May 7, 2013 • A month after LucasFilm, now under new management at the Walt Disney Co., announced that LucasArts would no longer be in the business of internal game development, Electronic Arts secured the exclusive license rights to create and market core video games in the Star Wars franchise. Disney Interactive picks up the rights to develop new titles for mobile, social, tablet and online game platforms. The deal is described as multi-year, yet neither the length nor the financial terms were disclosed. EA already has broad experience with the Star Wars IP through its BioWare division, which has been behind the Old Republic series. Although the publisher’s Pandemic Games division had seen success with its Star Wars: Battlefront franchise, Pandemic has since been shuttered. In addition to BioWare, both the DICE and Visceral studios have also been assigned future core Star Wars titles. In related news, the Fédération Internationale de Football Association (FIFA) announced an extension of their existing licensing agreement with EA Sports until December 31, 2022. The latter maintains exclusive rights to release FIFA-branded action and management video games, as well as exclusive rights to official FIFA World Cup titles. EA Sports has held the FIFA license since 1993.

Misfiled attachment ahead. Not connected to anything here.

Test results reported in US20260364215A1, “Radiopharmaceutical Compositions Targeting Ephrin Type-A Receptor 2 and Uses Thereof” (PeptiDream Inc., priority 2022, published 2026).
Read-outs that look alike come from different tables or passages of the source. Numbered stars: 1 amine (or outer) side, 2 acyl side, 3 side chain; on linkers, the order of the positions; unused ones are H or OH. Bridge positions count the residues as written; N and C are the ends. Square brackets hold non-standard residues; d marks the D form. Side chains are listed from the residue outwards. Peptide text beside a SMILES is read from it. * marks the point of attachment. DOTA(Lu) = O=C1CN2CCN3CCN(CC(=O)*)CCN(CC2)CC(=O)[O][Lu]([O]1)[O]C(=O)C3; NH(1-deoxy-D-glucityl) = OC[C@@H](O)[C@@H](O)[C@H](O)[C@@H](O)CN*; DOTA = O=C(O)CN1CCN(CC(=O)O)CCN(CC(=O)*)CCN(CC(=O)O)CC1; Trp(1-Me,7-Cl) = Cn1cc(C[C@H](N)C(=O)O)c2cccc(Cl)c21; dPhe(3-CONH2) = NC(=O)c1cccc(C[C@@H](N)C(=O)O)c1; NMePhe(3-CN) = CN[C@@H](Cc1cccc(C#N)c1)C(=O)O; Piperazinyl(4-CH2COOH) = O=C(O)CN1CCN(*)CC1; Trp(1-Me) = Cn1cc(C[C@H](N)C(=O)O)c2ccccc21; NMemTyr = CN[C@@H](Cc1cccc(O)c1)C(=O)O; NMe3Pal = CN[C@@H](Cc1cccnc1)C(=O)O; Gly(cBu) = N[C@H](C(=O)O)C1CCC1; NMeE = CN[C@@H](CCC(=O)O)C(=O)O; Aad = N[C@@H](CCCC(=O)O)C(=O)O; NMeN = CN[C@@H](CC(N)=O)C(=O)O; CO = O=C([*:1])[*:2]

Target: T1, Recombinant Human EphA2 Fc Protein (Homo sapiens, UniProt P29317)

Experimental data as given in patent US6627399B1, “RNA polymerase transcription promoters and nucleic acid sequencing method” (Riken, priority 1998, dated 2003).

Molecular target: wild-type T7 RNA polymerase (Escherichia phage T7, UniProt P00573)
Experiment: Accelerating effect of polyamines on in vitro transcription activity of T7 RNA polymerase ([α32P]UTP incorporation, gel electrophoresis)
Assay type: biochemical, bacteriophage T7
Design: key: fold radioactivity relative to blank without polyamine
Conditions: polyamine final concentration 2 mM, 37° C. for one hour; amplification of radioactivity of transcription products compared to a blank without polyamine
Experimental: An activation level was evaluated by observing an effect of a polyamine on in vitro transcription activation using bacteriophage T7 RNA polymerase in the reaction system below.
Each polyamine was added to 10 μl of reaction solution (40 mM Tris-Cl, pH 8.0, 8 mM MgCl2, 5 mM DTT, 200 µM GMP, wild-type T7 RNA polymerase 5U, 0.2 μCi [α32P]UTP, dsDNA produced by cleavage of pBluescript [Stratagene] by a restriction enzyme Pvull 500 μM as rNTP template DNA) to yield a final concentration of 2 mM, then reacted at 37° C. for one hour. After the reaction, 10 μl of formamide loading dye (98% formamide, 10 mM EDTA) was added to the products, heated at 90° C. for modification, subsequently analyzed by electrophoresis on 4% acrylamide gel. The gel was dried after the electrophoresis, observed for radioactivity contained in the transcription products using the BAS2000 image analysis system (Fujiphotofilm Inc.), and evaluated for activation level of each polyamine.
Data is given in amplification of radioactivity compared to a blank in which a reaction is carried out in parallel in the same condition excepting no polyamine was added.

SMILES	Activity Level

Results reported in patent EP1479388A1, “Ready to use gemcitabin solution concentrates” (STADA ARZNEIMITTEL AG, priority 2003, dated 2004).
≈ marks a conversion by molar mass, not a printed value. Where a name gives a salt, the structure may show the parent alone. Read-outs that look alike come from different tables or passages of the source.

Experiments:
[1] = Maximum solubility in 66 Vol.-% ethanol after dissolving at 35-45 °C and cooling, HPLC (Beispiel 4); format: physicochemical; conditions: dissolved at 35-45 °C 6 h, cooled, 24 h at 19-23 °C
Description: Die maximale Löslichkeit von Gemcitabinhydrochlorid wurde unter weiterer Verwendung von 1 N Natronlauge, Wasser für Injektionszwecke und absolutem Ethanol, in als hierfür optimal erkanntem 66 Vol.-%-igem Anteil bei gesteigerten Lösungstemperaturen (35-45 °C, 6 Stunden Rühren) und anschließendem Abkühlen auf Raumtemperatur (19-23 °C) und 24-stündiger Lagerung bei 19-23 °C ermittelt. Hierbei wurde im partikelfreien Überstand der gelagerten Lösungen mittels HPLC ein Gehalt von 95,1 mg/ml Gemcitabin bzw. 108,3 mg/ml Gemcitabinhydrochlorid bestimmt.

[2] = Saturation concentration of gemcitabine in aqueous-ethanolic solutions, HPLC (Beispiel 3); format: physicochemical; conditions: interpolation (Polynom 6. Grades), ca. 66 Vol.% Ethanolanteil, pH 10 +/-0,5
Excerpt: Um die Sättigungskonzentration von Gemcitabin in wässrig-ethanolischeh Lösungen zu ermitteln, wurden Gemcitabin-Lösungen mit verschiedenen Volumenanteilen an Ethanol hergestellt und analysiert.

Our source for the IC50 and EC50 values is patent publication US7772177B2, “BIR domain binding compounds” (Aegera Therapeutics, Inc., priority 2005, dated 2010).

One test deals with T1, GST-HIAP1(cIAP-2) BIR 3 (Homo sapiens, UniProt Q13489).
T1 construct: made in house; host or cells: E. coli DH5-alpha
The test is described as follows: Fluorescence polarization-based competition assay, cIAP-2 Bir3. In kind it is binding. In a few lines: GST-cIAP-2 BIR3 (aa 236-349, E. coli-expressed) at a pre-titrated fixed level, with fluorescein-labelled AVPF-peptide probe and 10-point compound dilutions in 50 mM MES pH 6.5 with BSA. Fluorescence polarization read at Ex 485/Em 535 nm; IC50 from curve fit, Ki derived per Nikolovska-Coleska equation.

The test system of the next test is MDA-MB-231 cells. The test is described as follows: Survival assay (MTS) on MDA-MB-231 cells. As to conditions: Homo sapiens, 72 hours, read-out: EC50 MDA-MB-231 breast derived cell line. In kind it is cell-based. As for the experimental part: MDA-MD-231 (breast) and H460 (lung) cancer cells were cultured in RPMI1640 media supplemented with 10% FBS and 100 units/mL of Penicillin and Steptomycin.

Impact: The last piece of the LucasArts puzzle has fallen into place. The big question had been whether Disney would farm out Star Wars games in total, or piecemeal. Farming out the license was never a question in our minds as Disney has expended far too much effort in recent years to extract itself from the traditional AAA retail business model. Disney Interactive’s mandate has been to pursue the online, social and mobile ends of the business where investment costs are much less. With the EA announcement we also learn that Disney Interactive is officially taking on the Star Wars IP to leverage across the platforms it services. So no political intrigue within the House of Mouse is forthcoming from the LucasArts legacy. We are very curious, however, how many years Electronic Arts has to manage the Star Wars IP for core games. Knights of the Old Republic was a big hit, yet the Old Republic MMO did not reach the early success that was expected. While the transition to free-to-play has been effective, and there are clear signs that F2P monetization is providing encouraging returns in revenue and active users, we can best describe The Old Republic as a slow build for all concerned. Therefore, we would expect there to be reasonable questions on how well EA can execute on the license. A five- year term would be in line with the original agreement signed with the National Football League. Anything less would suggest questions on how well Electronic Arts can execute. EA Sports’ 20-year success with the FIFA license is an example of how well these deals can be played, but updating sports league games follows a far easier recipe than producing individual hit titles based upon dramatic storytelling.